5 New York Exhibitions to See in 2019

5 New York Exhibitions to See in 2019

New year, new cultural calendar. As we ring in 2019 with a bang, one of the most exciting things to look forward to is the never-ending dose of inspiration that new museum exhibitions provide. From a quirky take on fashion history to classic art from particular decades reimagined, we’ve rounded up five must-visit shows to see this year.

Frida Kahlo: Appearances Can Be Deceiving at Brooklyn Museum

 

February 8–May 12, 2019

 

Frida Kahlo has an incredibly recognizable aesthetic—both in terms of her paintings and her sense of style in clothing and beauty, as seen in her own self-portraits. Frida Kahlo: Appearances Can Be Deceiving will take a very different approach to the artist’s work when the exhibition opens in February. Instead of focusing solely on her artwork, this show will also display Kahlo’s own clothing and personal possessions. It will be the first U.S. exhibition to do so, and it will be the largest U.S. exhibition devoted to Kahlo in ten years.

 

Joan Miró Birth of the World at Museum of Modern Art

 

February 24–July 6, 2019

 

Step inside what is arguably New York City’s most legendary tribute to modern art this February. Joan Miró Birth of the World takes a deep dive into the work of the Spanish painter, ceramicist and sculptor. Over 60 paintings, objects and illustrations made between the 1920s and 1950s will be on view. Many of the pieces are organized in the exhibition to show the creative process behind Miro’s work, touching on inspiration found in poetry and literature.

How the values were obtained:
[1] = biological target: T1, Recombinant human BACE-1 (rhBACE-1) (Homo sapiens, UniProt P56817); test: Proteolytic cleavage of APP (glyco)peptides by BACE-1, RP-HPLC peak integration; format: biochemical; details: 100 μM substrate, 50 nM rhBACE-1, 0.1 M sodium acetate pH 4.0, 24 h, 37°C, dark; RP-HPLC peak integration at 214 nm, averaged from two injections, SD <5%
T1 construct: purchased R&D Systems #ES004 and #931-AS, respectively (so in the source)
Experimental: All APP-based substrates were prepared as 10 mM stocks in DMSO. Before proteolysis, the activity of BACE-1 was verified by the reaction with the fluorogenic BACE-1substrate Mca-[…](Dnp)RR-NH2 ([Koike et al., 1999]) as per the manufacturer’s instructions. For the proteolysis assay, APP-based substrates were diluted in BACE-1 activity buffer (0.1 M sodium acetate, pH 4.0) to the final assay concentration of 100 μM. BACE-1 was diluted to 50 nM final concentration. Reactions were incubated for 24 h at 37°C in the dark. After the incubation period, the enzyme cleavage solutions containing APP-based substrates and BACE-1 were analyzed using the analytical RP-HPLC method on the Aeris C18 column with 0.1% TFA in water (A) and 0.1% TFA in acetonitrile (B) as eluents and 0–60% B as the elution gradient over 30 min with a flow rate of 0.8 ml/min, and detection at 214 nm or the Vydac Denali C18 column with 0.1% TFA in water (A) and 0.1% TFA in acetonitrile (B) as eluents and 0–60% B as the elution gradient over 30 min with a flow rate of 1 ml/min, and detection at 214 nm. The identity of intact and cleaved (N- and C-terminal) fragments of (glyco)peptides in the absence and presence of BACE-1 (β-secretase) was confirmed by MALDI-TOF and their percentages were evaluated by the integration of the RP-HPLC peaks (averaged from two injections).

Camp: Notes on Fashion at the Metropolitan Museum of Art

 

May 9–September 8, 2019

 

Each year in May, the Metropolitan Museum of Art hosts a fascinating exhibition related to all things fashion. This year’s theme is all about camp and the many ways fashion and its designers have used clothing and accessories as a vessel to display humor, ostentatiousness and theatrics. A myriad of designer work will be included, such as Alessandro Michele for Gucci and Jeremy Scott for Moschino. There’s never been a better time to explore the hidden irony within fashion.

Spilling Over: Painting Color in the 1960s at The Whitney

 

March 29–Summer 2019

 

This spring, take a journey through the history of color in art during the 1960s at The Whitney museum. The show will group works of art and artists by their approach to color (both the bold and the somber) rather than by movement (such as Op Art or Pop Art). Many of the paintings in the show were created by artists heavily involved in women’s rights and civil rights movements. Work from Ellsworth Kelly, Helen Frankenthaler, Marcia Hafif and others will be on view.

Basquiat’s “Defacement”: The Untold Story at the Guggenheim

 

June 21–November 6, 2019

 

Jean-Michel Basquiat might just be one of the most iconic artists associated with New York City of all time. So, why not take in his work at the iconic Guggenheim museum? This exhibition in particular focuses on the artist’s identity and his role of activism in New York City during the early 1980s. Supporting work from other artists of Basquiat’s generation (Keith Haring and Andy Warhol) will also be included.

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